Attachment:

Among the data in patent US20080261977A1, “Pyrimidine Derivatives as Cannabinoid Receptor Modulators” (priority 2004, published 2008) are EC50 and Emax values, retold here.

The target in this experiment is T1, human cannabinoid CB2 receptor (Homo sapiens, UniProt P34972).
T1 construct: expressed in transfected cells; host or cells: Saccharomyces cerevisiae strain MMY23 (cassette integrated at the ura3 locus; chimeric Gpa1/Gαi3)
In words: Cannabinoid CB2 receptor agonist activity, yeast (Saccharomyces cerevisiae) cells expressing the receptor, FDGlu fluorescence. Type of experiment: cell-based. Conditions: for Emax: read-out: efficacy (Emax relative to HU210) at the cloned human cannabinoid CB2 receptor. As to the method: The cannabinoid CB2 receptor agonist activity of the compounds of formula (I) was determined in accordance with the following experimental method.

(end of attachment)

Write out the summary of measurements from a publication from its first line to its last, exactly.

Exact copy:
Among the data in patent US20080261977A1, “Pyrimidine Derivatives as Cannabinoid Receptor Modulators” (priority 2004, published 2008) are EC50 and Emax values, retold here.

The target in this experiment is T1, human cannabinoid CB2 receptor (Homo sapiens, UniProt P34972).
T1 construct: expressed in transfected cells; host or cells: Saccharomyces cerevisiae strain MMY23 (cassette integrated at the ura3 locus; chimeric Gpa1/Gαi3)
In words: Cannabinoid CB2 receptor agonist activity, yeast (Saccharomyces cerevisiae) cells expressing the receptor, FDGlu fluorescence. Type of experiment: cell-based. Conditions: for Emax: read-out: efficacy (Emax relative to HU210) at the cloned human cannabinoid CB2 receptor. As to the method: The cannabinoid CB2 receptor agonist activity of the compounds of formula (I) was determined in accordance with the following experimental method.